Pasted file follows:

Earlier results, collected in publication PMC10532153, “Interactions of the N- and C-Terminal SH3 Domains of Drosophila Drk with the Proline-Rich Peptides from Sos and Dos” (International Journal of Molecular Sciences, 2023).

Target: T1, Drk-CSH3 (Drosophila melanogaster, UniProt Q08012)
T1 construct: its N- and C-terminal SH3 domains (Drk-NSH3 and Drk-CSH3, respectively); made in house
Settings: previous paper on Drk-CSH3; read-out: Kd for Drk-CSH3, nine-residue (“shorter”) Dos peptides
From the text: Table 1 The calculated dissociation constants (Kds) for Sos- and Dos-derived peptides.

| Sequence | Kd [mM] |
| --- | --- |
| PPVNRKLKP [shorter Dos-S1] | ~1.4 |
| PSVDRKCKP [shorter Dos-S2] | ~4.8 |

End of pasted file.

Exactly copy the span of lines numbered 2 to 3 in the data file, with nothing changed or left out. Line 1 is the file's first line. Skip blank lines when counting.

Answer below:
Target: T1, Drk-CSH3 (Drosophila melanogaster, UniProt Q08012)
T1 construct: its N- and C-terminal SH3 domains (Drk-NSH3 and Drk-CSH3, respectively); made in house